US 273243 A
Description (OCR text may contain errors)
(N .o Model.) y
A., S. ADAMS. AUTOMATIC ToNGs.
/ atented Mam-6, 18183. l
Wi rlE s s E5.
, UNITED .STATES PATENT ALONZO S. ADAMS, OF BOSTON,.MASSAOHUSETTS.
SPECIFICATION forming part of Letters Patentl No. 273,243, dated March 6,1883.
' Appiicaaon nien November 8,1882. (Nomodei.)
To all whom it may concern:
Be it known that I, ALoNzo- S. ADAMs, of Boston, in the county of Suffolk and State of Massachusetts, have invented certain new and useful Improvements in Automatic Tongs, of which the followingis a specification.
My invention relates to improvements in tongs, more especially adapted for light domestic use, of the cla-ss in which the tines are automatically closed on any article to be picked My invention consists of a hollow handle, in which is inclosed a rod controlled by a spring, and two sets of movable tines or the like pivoted tothe handle and connected to the inclosed rod. My objects are to cause the two sets of tines to separate by depressing the inclosed rod, and to approach each other to grasp and hold .the article between them when the rod is released, and to provide facilities for cleaning the interior parts.
The accompanying drawings illustrate auto'- matic tongs embodying all my improvements.
Figure l is a longitudinal section, showing the tines held together by the spring. Fig. 2 is an elevation, partly in section, showing the inclosed rod depressed and the tines separated.
Fig. 3 is a sectional side view, showing the tongs and that part of the handle to which the tongs are pivoted; and Fig. 4 is a modification showing a spring formed from 'the rod and connecting it to the tongs. Fig. 5 is a modification ofthe link-connections.
The handle A (of any desired exterior design, and cfa length best adapted to the purposes for which the implement is intended) is made hollow to receive a rod, B. This rod B is preferably rolled from a rod nearly the size of the interior hollow space of the handle A, so as to leave a part of the original size to serve as a guide. The end of this rod receives the pivotj), that connect-s the lower end of the rod B to the links d d', pivoted to the arms or handles d2 cl3 of the forks DA D. To give the requisite hearing for the pivot b when the rod is small, I slit the end of the rod B sufficiently to allow each part to be bent sidewise to the form of a ring. I thereby not only save drilling a hole, but also get much more metal around the pivot. A simple way 0f making the spring and having it serve as links for connecting the inclosed rod to the handles of the tongs is illustrated in Fig. 4, and consists in dividing the end of a rod made of spring metal into two parts, and connecting these parts to the handles of the tongs; or two hat springs may be 'fastened to the end of the rod and connected,
as aforesaid. f
The forks D D are of any desired construction. Obviously their sizes and shapes will vary for different purposes-as, for instance, one may be aspoonand the other a large fork when used for salad; or both may be large forks, with wide-spreading ti nes, as in the ordinary asparagus-forks. They are joined by a 'pivot, d, secured in the handle A, and, with their arms or handles d2 d3', form a pair of tongs consisting of two parts crossing each other aiidjoined at their point of crossing by a pivot, d4. This pivot d4 is mounted in the hollow handle. The arms d2 d3 of the crossed parts form the handles of the tongs, and are connected by the links d d to the rod B. The axis of the tongs is xed relatively to the hollow handle, and this is the distinguishing feature of my invention.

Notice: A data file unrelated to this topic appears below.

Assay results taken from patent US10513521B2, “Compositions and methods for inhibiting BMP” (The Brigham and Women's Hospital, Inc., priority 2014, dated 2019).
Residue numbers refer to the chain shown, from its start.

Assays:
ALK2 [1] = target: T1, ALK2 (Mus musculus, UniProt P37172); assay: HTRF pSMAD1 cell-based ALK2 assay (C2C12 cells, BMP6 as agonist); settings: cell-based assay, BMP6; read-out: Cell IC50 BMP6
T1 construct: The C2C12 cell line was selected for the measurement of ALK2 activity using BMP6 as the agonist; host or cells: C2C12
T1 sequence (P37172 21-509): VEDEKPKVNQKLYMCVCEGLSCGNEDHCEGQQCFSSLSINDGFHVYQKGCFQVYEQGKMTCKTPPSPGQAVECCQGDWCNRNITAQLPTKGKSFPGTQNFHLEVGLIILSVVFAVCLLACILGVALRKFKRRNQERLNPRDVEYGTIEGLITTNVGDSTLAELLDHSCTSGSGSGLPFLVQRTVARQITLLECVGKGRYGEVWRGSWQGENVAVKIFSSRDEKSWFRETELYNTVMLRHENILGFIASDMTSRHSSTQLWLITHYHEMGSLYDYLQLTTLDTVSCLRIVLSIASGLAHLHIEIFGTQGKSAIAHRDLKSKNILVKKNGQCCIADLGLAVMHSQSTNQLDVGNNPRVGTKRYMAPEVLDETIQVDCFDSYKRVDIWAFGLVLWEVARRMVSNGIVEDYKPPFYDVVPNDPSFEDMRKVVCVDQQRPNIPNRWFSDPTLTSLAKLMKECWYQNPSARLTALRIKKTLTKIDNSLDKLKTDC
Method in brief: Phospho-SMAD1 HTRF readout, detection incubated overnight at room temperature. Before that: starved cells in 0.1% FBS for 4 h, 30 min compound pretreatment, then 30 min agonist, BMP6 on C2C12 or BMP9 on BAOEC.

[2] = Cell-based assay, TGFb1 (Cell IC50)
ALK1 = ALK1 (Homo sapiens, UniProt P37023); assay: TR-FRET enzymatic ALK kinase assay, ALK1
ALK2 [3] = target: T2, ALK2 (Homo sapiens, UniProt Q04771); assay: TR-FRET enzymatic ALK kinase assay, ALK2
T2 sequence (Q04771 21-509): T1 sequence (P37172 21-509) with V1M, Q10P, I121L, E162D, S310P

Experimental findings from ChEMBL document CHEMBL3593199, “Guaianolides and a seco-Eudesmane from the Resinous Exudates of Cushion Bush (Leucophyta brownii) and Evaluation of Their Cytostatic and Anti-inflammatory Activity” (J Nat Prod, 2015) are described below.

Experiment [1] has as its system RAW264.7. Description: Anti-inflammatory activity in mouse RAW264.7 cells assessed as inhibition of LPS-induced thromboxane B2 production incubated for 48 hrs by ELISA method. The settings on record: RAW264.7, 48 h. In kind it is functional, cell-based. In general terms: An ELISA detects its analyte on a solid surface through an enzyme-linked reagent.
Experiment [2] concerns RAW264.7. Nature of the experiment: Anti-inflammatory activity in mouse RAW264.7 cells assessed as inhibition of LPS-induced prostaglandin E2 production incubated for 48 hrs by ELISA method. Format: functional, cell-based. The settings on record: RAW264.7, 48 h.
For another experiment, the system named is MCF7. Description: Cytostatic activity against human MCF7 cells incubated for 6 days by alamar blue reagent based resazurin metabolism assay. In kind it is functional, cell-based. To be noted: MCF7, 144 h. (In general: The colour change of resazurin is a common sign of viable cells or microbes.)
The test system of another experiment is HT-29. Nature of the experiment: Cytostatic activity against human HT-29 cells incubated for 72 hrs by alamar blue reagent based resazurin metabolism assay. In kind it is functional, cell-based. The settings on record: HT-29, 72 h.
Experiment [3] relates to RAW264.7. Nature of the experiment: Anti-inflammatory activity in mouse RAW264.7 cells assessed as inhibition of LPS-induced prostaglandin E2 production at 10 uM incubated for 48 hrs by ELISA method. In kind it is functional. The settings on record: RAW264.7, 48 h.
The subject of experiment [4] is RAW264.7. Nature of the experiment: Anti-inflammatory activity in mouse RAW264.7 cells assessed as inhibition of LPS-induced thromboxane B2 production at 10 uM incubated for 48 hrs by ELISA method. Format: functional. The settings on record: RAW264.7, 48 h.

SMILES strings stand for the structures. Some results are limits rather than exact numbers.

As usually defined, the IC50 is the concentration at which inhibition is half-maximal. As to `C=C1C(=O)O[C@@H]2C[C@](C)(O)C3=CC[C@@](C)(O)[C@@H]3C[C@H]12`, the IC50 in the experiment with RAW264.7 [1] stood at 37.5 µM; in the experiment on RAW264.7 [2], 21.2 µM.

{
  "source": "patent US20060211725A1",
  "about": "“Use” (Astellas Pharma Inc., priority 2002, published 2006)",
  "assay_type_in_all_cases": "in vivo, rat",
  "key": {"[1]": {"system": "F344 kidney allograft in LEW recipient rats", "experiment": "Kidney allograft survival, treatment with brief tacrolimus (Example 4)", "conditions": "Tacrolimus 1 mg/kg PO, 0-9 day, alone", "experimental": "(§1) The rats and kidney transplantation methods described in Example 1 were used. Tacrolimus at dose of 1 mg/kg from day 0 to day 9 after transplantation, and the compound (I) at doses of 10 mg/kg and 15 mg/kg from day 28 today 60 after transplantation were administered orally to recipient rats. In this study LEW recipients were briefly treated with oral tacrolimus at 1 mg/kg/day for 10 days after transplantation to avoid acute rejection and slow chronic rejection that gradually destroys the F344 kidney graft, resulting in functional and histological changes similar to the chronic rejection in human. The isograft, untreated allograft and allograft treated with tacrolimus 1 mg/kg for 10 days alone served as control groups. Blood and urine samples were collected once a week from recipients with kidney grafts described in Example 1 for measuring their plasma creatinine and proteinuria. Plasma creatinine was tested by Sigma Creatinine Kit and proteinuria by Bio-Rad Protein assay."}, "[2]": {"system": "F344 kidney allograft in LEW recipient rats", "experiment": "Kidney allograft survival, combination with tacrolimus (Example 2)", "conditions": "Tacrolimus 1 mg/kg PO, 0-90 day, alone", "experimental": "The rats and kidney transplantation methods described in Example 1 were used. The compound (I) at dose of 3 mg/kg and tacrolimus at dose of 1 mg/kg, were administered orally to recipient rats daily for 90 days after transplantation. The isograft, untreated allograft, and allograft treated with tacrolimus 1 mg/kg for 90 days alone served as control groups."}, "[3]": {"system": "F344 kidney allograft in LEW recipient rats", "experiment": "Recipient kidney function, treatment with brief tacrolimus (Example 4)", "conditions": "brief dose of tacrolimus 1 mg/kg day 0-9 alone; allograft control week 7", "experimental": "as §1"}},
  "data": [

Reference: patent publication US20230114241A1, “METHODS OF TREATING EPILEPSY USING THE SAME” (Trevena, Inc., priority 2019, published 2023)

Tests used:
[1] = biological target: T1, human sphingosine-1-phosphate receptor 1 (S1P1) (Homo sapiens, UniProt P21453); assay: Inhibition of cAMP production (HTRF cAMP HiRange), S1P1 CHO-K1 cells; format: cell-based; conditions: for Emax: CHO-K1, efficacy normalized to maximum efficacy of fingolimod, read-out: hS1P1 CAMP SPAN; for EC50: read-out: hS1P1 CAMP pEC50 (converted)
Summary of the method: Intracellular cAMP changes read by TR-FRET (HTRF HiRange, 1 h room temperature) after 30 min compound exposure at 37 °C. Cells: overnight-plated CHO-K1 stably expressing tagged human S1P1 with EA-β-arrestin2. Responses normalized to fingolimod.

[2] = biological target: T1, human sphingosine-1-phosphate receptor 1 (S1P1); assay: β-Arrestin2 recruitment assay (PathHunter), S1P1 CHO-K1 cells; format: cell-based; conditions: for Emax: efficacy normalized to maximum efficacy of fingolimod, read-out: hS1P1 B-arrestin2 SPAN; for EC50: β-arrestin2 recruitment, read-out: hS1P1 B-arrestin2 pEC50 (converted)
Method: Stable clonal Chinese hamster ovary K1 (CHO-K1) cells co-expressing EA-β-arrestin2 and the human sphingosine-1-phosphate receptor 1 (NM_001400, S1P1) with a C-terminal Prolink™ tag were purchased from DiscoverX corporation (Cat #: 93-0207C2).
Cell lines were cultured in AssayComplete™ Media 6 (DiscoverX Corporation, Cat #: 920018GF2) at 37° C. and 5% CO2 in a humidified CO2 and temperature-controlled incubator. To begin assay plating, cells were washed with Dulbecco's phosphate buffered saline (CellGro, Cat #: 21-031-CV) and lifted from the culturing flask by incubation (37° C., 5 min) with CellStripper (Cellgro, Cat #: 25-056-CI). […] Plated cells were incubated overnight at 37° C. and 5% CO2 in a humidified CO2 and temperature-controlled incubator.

I am aware of Patent No. 163.003, of May ll, 1875, to De Leidi,and disclaim all therein shown, for in all the devices shown in that patent the axis upon which the arms of the tongs turn has a motion toward and from the hollow handle, while in my device this axis is mounted upon the hollow handle.
It will be apparent that when the rod B is pushed down, the arms d2 d3 will be forced apart and the points of the tongs be separated, and when the rod B is raised these points will be brought toward each other. The downward motion of the rod B is effected, as desired, by pressing on its top, which projects above the handle A for that purpose, and the upward motion is effected by a spring, b', inclosed in a receptacle, b2,which is screwed onto the top of the rod B, and slides either inside or outside of the handle A. A point or projection, a5, is formed on the end ot' the handle A, which enters anyfsmall soft obj ectsuch as an olive, pickle, or the likewhich may pass between the points of the tongs. A washer, b3, through which the rod B moves, rests on a shoulder, a, formed on the handle A, and supports the spring b and receives its thrust. A
pin, b4, is secured to the rodB and moves in grooves on the inside of the handle A. This pin prevents the rod from turning when the receptacle b2 is being screwed on, and keeps the links, tongs, and their pivots free from the strain.
The advantages arising from the above-described manner of attaching and securing the spring and its receptacle or the cap, when the spring is made as in Fig. 4.-, are that all these parts can be readily removed and allow free access to the interior ofthe handle for the purpose of cleaning that part when desired.
The operation of the tongs Will be readily understood from the foregoing description, aided by the drawings.
Iolaim as my inventionl. The combination, substantially as hereinbefore set forth, of a pair of tongs consisting 0l' two parts crossing each other and joined at their point of crossing byapivot, a hollow handle, in which said pivot is mounted, a rod screwed onto the rod to inclose the spring and support its other end, the washer, spring, and receptacle being adapted to be removed, substantially as and for the purposes set forth.
, ALONZO s. ADAMS.
W. A. COPELAND, J. R. SNOW.